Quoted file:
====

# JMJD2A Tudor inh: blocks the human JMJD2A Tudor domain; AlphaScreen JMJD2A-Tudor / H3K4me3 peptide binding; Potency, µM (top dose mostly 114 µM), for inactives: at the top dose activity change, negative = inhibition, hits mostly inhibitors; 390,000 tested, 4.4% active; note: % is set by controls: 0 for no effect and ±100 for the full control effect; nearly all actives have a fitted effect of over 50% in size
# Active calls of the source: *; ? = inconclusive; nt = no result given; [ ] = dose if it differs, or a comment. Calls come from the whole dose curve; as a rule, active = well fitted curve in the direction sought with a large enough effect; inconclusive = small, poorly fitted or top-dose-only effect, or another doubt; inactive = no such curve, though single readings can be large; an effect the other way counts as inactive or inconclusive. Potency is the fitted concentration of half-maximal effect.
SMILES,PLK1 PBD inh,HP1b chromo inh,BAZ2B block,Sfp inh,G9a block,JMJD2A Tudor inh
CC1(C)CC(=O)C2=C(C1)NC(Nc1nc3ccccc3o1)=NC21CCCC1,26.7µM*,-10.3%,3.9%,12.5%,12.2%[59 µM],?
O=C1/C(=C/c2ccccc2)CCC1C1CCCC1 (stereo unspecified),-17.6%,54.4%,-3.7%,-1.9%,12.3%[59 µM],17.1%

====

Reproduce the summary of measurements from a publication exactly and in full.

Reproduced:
# JMJD2A Tudor inh: blocks the human JMJD2A Tudor domain; AlphaScreen JMJD2A-Tudor / H3K4me3 peptide binding; Potency, µM (top dose mostly 114 µM), for inactives: at the top dose activity change, negative = inhibition, hits mostly inhibitors; 390,000 tested, 4.4% active; note: % is set by controls: 0 for no effect and ±100 for the full control effect; nearly all actives have a fitted effect of over 50% in size
# Active calls of the source: *; ? = inconclusive; nt = no result given; [ ] = dose if it differs, or a comment. Calls come from the whole dose curve; as a rule, active = well fitted curve in the direction sought with a large enough effect; inconclusive = small, poorly fitted or top-dose-only effect, or another doubt; inactive = no such curve, though single readings can be large; an effect the other way counts as inactive or inconclusive. Potency is the fitted concentration of half-maximal effect.
SMILES,PLK1 PBD inh,HP1b chromo inh,BAZ2B block,Sfp inh,G9a block,JMJD2A Tudor inh
CC1(C)CC(=O)C2=C(C1)NC(Nc1nc3ccccc3o1)=NC21CCCC1,26.7µM*,-10.3%,3.9%,12.5%,12.2%[59 µM],?
O=C1/C(=C/c2ccccc2)CCC1C1CCCC1 (stereo unspecified),-17.6%,54.4%,-3.7%,-1.9%,12.3%[59 µM],17.1%